M-44s prohibited in known wolf territoryWritten by Jennifer Womack
Kent Drake, who overseas the predator management program aspect of the Wyoming Department of Agriculture, says there are 26 rules to be exact. No. 9 on the list prohibits the use of M-44s in areas where a threatened or endangered species is present.
For the time being that includes wolves. Some, however, like Wyoming Farm Bureau Federation Executive Vice President Ken Hamilton, question the prohibition. He says wolves aren’t “threatened” or “endangered” in the state, but instead are a non-essential, experimental population. Hamilton recently sent a letter to Ed Bangs of the U.S. Fish and Wildlife Service (FWS) asking for clarification on the subject. In scenarios like the one that exists in the southern Big Horn Mountains, there’s also the question of prohibiting M-44 use while spending thousands of dollars searching for the wolves that have killed over 60 head of area sheep.
Drake says there are between 40 and 50 individuals registered to use M-44s in Wyoming. Some have a private applicators license to utilize the device on their own property while others have a commercial license that allows them to charge for using the devices on other’s property. He estimates that about 80 percent of the licensees have the private version of the license. Beyond the licensees, agencies like the USDA’s Wildlife Services are authorized to use M-44s.
Wyoming Wool Growers Association Executive Vice President Bryce Reece says the number of licensed users has declined over the years. Many, he says, have found the regulations too burdensome. Given the territory wolves now occupy, the area where the devices can be used is significantly smaller than it once was.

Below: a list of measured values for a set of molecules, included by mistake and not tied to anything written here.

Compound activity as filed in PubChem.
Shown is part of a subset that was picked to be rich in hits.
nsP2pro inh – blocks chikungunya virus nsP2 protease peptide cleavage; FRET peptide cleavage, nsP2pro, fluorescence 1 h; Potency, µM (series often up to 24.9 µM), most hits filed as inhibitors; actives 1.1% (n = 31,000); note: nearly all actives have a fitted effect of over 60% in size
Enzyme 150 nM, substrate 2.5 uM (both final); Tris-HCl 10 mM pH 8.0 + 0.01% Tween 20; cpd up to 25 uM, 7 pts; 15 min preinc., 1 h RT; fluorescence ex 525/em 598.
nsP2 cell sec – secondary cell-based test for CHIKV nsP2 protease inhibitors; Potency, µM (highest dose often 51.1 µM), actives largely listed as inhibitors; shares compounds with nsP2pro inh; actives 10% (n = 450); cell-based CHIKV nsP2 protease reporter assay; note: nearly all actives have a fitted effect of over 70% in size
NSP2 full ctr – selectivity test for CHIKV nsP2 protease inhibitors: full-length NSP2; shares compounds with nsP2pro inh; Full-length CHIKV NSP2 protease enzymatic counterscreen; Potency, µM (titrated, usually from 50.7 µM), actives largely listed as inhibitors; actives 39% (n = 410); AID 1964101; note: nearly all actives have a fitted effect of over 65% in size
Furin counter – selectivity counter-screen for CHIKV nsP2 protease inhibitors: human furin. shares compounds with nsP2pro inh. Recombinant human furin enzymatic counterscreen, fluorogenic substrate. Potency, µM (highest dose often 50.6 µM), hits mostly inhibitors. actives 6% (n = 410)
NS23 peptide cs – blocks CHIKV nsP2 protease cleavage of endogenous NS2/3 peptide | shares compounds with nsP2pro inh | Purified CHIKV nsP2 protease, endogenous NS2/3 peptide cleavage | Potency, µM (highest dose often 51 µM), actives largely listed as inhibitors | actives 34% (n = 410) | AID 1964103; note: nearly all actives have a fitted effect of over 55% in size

Each year, according to Drake, licensed users are issued a map prepared by the FWS detailing those areas where threatened and endangered species are present. When it comes to wolves, however, he says, “It’s such a dynamic situation that you can’t constantly update the map as to what is happening.” Those who utilize M-44s are responsible for knowing that wolves are in the area. “Once there’s a wolf in the area the word normally gets around pretty quick,” he says.
“It’s not just the agency’s responsibility to monitor wolf activity, it’s actually up to the M-44 licensee,” says Drake. “Within that they have to actively look for wolf activity, whether it’s scat, the howling of wolves or tracks. If they notice any wolf activity they’re supposed to pull their M-44s immediately.”
To date Drake says the rules haven’t created a liability for those who utilize the predator management devices. “Whenever a wolf is lost to an M-44 in a location where wolves have not been documented, there’s not been any prosecution as long as everything has been documented and properly licensed,” says Drake.
The regulations are strenuous, requiring frequent checks, paperwork and second party notification of the placement of the devices. “It’s watched really closely,” says Drake noting that repeat offenses would likely result in a lost ability to use M-44s in Wyoming.
Mike Jimenez, U.S. Fish and Wildlife Service Wolf Recovery Coordinator for Wyoming, says he makes an effort to speak with key individuals when wolves enter a new area. He says they’re trying to protect the future use of M-44s. If a month goes by with no sign of wolves in a given area, he says the restrictions are pulled.
Jimenez further ex-plains, “There’s no intent to restrict use because of wolves region-wide, but in specific on-sight areas.”
“Our licensees have certainly been doing their part in documenting and carrying out proper activity with M-44s,” says Drake. “We hope there won’t be any abuse where we risk loosing use of one of the tools that we have.”